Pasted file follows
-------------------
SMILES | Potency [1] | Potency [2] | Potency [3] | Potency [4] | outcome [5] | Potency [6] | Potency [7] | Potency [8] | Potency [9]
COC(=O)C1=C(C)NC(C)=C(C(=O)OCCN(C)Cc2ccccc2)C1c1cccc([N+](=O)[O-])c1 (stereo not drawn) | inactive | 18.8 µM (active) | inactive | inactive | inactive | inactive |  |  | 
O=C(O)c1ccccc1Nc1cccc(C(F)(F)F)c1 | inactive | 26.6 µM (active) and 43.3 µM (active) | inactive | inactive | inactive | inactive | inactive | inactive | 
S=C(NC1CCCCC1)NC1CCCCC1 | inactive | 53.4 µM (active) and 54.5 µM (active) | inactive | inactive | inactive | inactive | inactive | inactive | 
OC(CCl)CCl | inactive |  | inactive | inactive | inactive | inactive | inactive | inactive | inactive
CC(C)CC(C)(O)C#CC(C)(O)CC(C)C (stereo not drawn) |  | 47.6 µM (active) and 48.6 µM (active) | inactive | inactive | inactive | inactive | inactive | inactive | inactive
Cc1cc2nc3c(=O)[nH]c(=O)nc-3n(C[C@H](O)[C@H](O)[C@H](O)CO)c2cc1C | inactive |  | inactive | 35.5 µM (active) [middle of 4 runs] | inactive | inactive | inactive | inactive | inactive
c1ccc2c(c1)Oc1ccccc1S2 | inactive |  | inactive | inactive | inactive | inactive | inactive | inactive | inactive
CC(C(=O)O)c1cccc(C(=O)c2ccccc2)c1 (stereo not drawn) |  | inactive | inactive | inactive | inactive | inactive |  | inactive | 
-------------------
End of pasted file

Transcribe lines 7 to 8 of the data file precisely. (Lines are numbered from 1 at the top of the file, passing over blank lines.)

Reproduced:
Cc1cc2nc3c(=O)[nH]c(=O)nc-3n(C[C@H](O)[C@H](O)[C@H](O)CO)c2cc1C | inactive |  | inactive | 35.5 µM (active) [middle of 4 runs] | inactive | inactive | inactive | inactive | inactive
c1ccc2c(c1)Oc1ccccc1S2 | inactive |  | inactive | inactive | inactive | inactive | inactive | inactive | inactive